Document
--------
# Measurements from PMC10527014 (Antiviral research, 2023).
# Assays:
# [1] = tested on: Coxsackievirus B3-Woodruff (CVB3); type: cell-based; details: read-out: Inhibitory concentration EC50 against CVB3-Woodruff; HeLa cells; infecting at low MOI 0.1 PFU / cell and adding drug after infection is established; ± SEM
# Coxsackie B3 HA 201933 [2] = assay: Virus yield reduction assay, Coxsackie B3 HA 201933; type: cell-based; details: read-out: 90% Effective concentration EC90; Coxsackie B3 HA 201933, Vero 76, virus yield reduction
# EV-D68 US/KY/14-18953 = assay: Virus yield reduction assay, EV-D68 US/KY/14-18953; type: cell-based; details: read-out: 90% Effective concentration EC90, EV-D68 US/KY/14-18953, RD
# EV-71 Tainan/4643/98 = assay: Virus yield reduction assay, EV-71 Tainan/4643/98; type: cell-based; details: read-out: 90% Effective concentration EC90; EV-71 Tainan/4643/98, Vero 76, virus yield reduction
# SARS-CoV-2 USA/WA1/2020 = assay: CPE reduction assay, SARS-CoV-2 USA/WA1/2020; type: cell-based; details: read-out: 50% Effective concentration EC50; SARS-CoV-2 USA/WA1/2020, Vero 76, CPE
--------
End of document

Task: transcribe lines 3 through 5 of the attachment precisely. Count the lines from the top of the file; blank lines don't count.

# [1] = tested on: Coxsackievirus B3-Woodruff (CVB3); type: cell-based; details: read-out: Inhibitory concentration EC50 against CVB3-Woodruff; HeLa cells; infecting at low MOI 0.1 PFU / cell and adding drug after infection is established; ± SEM
# Coxsackie B3 HA 201933 [2] = assay: Virus yield reduction assay, Coxsackie B3 HA 201933; type: cell-based; details: read-out: 90% Effective concentration EC90; Coxsackie B3 HA 201933, Vero 76, virus yield reduction
# EV-D68 US/KY/14-18953 = assay: Virus yield reduction assay, EV-D68 US/KY/14-18953; type: cell-based; details: read-out: 90% Effective concentration EC90, EV-D68 US/KY/14-18953, RD